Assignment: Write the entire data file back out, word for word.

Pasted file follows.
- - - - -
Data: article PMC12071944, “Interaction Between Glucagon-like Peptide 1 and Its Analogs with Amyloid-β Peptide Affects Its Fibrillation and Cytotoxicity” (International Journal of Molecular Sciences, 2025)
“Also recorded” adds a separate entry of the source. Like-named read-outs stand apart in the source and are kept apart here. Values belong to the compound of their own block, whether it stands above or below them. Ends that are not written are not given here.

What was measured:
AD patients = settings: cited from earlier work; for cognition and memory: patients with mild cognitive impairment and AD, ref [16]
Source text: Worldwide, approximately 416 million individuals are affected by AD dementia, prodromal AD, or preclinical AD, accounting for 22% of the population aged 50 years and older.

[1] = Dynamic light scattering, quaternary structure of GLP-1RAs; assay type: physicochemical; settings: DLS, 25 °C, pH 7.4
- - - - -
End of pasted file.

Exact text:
Data: article PMC12071944, “Interaction Between Glucagon-like Peptide 1 and Its Analogs with Amyloid-β Peptide Affects Its Fibrillation and Cytotoxicity” (International Journal of Molecular Sciences, 2025)
“Also recorded” adds a separate entry of the source. Like-named read-outs stand apart in the source and are kept apart here. Values belong to the compound of their own block, whether it stands above or below them. Ends that are not written are not given here.

What was measured:
AD patients = settings: cited from earlier work; for cognition and memory: patients with mild cognitive impairment and AD, ref [16]
Source text: Worldwide, approximately 416 million individuals are affected by AD dementia, prodromal AD, or preclinical AD, accounting for 22% of the population aged 50 years and older.

[1] = Dynamic light scattering, quaternary structure of GLP-1RAs; assay type: physicochemical; settings: DLS, 25 °C, pH 7.4